An example: Navina, an AI-driven platform that integrates with a practice's EHR and automates real-time aggregation and analysis of patient data to optimize diagnoses and coding processes and enhance clinical workflow.
As a standing member of the AMA/Specialty Society Relative Value Scale Update Committee (RUC), the AAFP helps shape Medicare relative values, which influence physician payment. Following AAFP recommendations, CMS implemented the first major overhaul of office visit/outpatient evaluation and management (E/M) guidance in more than 25 years on January 1, 2021.
The new guidelines prompted the AAFP to develop a comprehensive collection of information, resources and tools, including this Family Medicine Practice Hack.
To ensure quality measures focus on factors that impact individual and population health, the AAFP released guiding principles to advocate for standardized patient-centric measures. As a founding member and participant of the Core Quality Measures Collaborative, the AAFP is key to developing and revising measure sets that harmonize measurement across payers.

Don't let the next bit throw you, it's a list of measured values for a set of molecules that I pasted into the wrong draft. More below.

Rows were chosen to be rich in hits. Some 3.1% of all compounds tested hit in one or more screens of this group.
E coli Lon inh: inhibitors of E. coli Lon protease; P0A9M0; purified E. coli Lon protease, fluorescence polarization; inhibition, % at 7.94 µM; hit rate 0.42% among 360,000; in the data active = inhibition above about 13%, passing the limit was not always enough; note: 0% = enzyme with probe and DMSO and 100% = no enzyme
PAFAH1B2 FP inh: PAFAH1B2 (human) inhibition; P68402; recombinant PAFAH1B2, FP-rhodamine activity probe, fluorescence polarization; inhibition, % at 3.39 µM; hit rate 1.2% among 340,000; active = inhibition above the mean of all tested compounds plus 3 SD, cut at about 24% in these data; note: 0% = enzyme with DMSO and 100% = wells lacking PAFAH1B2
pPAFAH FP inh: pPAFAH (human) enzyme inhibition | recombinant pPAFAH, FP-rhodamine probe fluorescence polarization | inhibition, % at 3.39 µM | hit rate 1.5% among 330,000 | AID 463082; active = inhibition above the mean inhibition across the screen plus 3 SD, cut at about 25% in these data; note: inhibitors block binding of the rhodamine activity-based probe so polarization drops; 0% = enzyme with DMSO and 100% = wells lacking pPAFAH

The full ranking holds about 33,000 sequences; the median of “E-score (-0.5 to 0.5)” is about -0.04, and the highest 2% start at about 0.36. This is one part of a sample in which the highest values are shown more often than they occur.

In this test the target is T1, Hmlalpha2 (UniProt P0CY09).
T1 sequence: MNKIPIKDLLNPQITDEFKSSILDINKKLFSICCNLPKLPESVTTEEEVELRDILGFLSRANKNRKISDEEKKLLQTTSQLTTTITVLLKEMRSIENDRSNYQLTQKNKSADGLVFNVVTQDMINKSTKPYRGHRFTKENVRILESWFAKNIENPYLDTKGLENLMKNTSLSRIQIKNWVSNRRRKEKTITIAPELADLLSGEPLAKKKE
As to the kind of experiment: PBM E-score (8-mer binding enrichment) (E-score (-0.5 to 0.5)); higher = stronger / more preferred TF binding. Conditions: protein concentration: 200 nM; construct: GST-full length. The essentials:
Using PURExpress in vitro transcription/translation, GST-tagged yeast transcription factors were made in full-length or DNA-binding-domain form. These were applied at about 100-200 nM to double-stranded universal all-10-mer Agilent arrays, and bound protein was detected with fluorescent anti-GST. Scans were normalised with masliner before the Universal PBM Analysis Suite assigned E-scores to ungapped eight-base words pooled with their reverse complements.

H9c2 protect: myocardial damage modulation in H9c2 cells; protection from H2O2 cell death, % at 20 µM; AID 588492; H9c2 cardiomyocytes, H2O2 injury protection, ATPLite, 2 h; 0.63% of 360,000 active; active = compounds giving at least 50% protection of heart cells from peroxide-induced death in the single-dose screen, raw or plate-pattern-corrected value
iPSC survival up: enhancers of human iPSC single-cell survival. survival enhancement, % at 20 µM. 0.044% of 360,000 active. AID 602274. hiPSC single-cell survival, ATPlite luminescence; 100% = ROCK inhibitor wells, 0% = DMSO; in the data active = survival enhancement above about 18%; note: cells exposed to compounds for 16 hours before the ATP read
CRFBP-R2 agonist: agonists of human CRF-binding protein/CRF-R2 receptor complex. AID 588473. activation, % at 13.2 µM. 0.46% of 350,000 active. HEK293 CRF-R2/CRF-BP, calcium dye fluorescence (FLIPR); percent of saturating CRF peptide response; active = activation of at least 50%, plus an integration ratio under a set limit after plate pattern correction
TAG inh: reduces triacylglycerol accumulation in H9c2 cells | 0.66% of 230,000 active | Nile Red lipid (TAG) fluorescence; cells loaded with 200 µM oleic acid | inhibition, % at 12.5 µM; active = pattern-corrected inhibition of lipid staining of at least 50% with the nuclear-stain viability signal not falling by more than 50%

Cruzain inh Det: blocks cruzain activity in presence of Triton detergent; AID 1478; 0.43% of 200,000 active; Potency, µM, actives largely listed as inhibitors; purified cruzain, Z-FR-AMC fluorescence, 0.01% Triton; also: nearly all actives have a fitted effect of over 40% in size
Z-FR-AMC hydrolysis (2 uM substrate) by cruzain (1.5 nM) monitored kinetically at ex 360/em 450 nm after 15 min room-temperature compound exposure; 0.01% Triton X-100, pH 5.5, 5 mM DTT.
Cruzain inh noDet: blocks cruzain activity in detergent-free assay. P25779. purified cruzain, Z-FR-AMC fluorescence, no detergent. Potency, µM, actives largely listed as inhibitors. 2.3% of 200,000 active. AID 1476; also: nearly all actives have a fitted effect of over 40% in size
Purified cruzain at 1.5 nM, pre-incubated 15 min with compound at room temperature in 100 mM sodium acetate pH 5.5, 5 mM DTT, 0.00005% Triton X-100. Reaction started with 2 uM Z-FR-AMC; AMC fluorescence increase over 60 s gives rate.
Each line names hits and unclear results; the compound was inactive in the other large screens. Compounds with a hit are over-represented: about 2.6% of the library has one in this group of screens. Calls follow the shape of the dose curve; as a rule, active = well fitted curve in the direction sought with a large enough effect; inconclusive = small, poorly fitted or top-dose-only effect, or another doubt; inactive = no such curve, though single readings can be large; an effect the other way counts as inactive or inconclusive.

As a long-time champion of the Patient-Centered Medical Home, the AAFP understands that practice change can be daunting, so AAFP TIPS™ has broken the process down into manageable pieces. Designed for family medicine, AAFP TIPS resources make preparing your team for practice improvement faster and easier.
Multiple TIPS options let you choose which practice areas to work on, and customizable, ready-to-use tools help you make small changes that yield big results―all at no charge to members. Visit the FPM Toolbox for more resources.